LAND ROVER SWAPS VEHICLES FOR AMERICA’S CUP SAILORS IN EXTREME WIND TUNNEL TEST
Today, two sailors from the British America’s Cup team experienced the ultimate sailing conditions using the wind tunnel testing facility at the Motor Industry Research Association (MIRA) national center of automotive excellence in the Midlands.
The three days of intense testing and aerodynamic analysis is part of Land Rover’s commitment to support the team’s ambition to build the winning team for the America’s Cup Final in Bermuda 2017.
Land Rover BAR sailors Leigh McMillan and Matt Cornwell simulated a host of sailing maneuvers and positions to look at ways of reducing the effects of drag on overall sailing performance and boat speed.
The latest wind tunnel testing sees speeds reach up to 60mph and the smoke effect allows the engineers to analyze the movement of this wind around the sailor’s bodies and the hull of the boat – to simulate real-life conditions. A popular test bed for other sports such as cycling, the effect of wind flow around the body form is still an embryonic science in the world of sailing.
In addition to Land Rover’s extensive research and development into the aerodynamic behavior of the boat, Land Rover’s latest wind tunnel testing on the crew will help maximize power output, improve team cohesion and split second decision-making during races.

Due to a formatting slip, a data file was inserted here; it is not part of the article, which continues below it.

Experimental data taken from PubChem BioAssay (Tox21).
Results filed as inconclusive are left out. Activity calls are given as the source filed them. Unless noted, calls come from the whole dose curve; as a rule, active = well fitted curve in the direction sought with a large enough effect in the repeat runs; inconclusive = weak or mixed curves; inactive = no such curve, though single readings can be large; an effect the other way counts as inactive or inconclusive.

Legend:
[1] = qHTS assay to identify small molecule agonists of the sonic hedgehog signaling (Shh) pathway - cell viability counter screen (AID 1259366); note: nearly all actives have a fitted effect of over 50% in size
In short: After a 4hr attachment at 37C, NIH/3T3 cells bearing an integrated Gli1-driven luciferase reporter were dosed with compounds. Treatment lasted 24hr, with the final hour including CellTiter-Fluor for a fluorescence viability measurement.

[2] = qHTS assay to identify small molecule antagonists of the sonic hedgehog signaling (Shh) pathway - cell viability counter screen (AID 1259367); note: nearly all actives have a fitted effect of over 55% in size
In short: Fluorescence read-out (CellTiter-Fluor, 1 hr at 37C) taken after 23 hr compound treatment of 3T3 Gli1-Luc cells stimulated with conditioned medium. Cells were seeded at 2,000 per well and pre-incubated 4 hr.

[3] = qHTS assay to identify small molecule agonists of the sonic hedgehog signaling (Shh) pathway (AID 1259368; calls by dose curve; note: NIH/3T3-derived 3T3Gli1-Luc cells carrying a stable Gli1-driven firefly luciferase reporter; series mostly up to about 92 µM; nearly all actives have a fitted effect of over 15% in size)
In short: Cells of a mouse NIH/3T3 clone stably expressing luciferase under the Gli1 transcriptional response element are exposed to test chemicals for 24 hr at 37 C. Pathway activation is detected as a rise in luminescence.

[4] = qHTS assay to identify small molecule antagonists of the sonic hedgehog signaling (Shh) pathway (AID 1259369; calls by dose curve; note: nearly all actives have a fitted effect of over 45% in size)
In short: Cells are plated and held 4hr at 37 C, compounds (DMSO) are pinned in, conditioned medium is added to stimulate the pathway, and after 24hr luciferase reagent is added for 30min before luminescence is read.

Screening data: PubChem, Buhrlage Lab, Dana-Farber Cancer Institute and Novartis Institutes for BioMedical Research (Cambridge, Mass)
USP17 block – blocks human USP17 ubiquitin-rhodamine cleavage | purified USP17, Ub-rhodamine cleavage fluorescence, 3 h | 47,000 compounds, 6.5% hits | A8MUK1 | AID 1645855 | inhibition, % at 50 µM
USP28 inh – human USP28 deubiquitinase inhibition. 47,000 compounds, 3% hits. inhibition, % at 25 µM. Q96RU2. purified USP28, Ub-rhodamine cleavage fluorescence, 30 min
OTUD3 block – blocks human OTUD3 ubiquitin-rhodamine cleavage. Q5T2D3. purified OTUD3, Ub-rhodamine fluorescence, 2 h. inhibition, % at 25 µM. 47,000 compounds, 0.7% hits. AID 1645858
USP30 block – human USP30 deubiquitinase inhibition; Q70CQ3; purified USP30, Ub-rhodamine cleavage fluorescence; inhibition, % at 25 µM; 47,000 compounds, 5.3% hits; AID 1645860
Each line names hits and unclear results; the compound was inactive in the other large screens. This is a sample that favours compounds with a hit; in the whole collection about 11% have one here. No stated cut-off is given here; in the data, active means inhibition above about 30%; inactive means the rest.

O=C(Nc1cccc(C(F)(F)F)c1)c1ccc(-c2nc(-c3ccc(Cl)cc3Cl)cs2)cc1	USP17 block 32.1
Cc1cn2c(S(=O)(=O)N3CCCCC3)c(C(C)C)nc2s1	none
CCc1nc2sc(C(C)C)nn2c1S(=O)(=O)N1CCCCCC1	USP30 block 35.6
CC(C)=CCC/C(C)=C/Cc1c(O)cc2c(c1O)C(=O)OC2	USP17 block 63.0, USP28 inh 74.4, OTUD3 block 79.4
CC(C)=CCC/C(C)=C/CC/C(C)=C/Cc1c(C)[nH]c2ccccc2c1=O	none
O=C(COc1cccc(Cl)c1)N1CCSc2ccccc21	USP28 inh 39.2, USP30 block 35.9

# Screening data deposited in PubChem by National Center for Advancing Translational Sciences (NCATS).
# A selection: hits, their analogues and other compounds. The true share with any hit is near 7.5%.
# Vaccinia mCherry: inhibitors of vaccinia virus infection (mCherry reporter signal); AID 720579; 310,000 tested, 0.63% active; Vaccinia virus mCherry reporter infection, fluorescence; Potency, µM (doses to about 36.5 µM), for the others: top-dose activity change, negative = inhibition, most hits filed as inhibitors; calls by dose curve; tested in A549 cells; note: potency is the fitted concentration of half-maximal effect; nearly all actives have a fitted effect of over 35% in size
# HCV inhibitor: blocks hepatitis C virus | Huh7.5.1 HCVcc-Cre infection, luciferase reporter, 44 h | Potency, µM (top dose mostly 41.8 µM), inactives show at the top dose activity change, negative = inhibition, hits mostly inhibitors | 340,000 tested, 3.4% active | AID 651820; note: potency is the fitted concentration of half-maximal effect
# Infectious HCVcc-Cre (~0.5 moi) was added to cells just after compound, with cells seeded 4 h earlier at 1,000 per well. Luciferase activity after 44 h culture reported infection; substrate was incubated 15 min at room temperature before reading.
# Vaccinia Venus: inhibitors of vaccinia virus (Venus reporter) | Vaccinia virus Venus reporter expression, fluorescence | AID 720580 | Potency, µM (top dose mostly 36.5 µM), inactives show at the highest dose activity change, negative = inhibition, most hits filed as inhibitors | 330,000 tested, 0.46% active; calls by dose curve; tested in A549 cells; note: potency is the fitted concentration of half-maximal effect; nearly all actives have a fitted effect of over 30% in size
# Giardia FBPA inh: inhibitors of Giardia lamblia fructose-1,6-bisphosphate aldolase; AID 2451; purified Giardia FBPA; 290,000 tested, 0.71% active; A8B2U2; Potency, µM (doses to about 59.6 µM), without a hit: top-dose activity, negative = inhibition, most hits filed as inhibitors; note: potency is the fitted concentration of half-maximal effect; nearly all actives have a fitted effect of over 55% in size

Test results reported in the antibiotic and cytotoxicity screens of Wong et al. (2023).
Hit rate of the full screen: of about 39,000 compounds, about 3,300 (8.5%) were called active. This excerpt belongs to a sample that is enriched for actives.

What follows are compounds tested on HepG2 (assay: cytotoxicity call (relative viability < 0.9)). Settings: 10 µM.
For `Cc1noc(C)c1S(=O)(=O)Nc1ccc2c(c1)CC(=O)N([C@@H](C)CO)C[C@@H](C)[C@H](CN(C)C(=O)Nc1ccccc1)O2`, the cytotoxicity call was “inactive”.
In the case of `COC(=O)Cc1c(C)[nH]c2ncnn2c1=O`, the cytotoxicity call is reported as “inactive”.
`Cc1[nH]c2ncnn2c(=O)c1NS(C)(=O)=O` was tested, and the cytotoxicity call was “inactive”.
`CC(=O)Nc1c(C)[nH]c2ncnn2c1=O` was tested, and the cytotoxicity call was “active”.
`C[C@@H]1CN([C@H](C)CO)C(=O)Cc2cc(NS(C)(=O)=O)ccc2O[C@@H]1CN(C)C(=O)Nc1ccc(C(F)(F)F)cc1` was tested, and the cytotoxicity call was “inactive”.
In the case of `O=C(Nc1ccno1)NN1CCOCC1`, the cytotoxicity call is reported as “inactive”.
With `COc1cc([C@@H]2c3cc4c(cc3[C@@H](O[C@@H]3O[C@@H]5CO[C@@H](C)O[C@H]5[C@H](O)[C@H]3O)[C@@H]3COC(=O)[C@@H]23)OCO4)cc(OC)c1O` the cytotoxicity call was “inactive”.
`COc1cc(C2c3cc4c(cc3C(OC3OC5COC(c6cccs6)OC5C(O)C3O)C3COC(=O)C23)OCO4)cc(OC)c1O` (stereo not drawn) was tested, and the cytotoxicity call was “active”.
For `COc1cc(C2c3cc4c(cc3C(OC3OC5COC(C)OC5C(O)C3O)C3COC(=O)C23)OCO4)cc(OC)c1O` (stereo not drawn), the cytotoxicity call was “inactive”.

Matt Cornwell, sailor from Land Rover BAR said, “As professional sailors we are always looking at ways to make marginal gains, no matter how small, that will help make the difference between winning and losing. As we reach speeds of over 50mph on the water, we need to ensure we understand the impact our positions and movement have on the aerodynamic efficiency of the boat.”
He added, “Being able to test our sailing positions and movements in this environment means that we can work out the best way to be more efficient. Other sports work in this way, so it’s invaluable for us to be able to test ourselves in this facility with the Land Rover engineering teams.”
Tony Harper, Head of Research, Jaguar Land Rover said, “These facilities are integral to further our automotive aerodynamic research and development, so to work with the sailing team in this testing environment is of fundamental importance. The team is utilizing our expertise in aerodynamics design. The sailors are the only source of power available to control the wingsail and hydrofoils and the more aerodynamically efficient they are when they do that work the better and faster the boat will sail. Together, the wing and crew can generate over 100bhp – enough to propel two-tons of boat and its six man crew across the water at over 50mph.”
Land Rover BAR’s wind tunnel testing will increase the sailors’ and engineers’ understanding of the aerodynamic impact that the crew have on the boat, and ultimately its maximum speed.